January 20, 2019

By Vivek Jacob

Scarred by multiple failures, last year’s playoff sweep at the hands of the Washington Wizards weighed heavily on the minds of the Toronto Raptors; particularly for point guard Kyle Lowry.

Determined not to fall off as precipitously over the second half of a season as he did last year, Lowry worked to completely remake his body while the Raptors’ front office tweaked its roster. The differences between last year’s team and this one are as striking as the images of Lowry himself:

Kyle Lowry, Raptors

Watching Lowry this year, it doesn’t appear that he’s made drastic changes to his game, but his dedication to transforming his body over the offseason has worked wonders. Skinny Kyle Lowry has been among the best point guards in the NBA not named Stephen Curry.


The dramatic improvement in his conditioning has allowed him to maintain his leg strength over more minutes; thereby allowing him to impact the game for longer stretches. Offensively, it means he can take and make more threes at a higher percentage. It also means he’s able to get to the basket quicker and sustain the body blows that come with it. Lowry has professed his love for analytics before, and that has driven him to prioritize drives to the rim (9.6 per game, tied for 10th in the NBA with Damian Lillard, per NBA.com) and threes (seven per game, sixth in the NBA in attempts per Basketball-Reference) ahead of any other shot.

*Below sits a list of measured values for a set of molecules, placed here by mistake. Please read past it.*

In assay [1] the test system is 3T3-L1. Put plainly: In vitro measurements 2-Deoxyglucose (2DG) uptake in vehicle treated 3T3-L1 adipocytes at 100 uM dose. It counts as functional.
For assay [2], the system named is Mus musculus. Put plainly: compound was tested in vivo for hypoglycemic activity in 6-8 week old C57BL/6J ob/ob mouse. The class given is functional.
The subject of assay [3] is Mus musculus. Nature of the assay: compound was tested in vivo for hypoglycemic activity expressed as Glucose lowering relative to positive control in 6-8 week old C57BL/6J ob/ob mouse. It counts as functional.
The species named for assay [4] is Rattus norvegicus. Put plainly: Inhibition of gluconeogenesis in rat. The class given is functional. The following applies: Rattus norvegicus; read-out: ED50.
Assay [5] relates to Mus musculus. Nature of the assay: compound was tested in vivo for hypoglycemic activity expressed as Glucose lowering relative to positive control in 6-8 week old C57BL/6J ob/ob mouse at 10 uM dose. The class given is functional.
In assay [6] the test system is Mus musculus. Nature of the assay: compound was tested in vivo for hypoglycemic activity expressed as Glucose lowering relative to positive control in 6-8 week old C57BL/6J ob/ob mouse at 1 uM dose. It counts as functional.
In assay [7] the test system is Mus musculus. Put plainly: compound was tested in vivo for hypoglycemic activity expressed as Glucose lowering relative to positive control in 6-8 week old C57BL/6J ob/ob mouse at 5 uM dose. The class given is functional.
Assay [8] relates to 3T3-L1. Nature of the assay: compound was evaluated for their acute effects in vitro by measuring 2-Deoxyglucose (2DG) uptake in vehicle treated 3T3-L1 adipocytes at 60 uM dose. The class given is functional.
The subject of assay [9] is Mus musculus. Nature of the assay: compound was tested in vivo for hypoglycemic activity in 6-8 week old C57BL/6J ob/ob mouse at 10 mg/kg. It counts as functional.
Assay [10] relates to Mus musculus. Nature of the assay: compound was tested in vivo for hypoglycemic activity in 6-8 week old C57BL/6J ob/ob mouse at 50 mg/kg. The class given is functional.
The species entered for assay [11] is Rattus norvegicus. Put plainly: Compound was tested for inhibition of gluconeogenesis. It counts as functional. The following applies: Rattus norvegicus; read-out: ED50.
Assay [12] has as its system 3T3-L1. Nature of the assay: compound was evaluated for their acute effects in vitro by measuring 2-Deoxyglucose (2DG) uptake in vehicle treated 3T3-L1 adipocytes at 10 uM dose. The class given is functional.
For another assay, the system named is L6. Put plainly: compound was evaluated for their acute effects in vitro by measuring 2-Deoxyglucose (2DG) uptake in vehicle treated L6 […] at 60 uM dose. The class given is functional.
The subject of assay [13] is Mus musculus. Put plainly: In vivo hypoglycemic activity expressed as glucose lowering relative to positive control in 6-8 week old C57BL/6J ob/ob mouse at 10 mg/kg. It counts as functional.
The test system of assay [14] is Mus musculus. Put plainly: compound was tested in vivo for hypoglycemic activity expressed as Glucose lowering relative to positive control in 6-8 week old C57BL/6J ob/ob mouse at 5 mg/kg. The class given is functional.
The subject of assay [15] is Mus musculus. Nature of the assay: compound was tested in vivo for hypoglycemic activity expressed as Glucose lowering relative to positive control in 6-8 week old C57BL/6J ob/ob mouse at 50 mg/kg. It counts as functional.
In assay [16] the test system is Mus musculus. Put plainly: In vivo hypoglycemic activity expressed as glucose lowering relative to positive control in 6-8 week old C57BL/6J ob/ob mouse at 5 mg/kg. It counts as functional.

His understanding of how to channel his energy on offense has also helped him further improve on the defensive end. He’s picking his spots offensively, but setting the tone defensively. Lowry is tied for the league-lead in steals, but also plays great help defense. He has taken numerous key charges this season, another credit to the extent to which he is willing and able to sacrifice his body.

For a team to be 24 games over .500 though, he can’t be the only reason. The Raptors have made improvements across the board, proving to be far more sustainable than last year.

DeMar DeRozan has shown incremental growth every year of his NBA career, and this season has finally reached a level worthy of star consideration. He’s continued to thrive on getting to the free-throw line, but he’s getting there a lot more via attempts at the rim–leading the NBA with 11.9 drives per game–than mid-range pump-fakes, a staple of his empty calories diet from seasons past.

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DeRozan’s aggressiveness, and newfound playmaking chops out of pick and rolls, has allowed Lowry to work off the ball more for spot-up attempts–redistributing over 10 percent of his self-created three-point attempts to the assisted variety (57.6 percent assisted last year to 68.2 percent this season), improving Lowry’s three-point efficiency from 33.8 percent to 39 percent.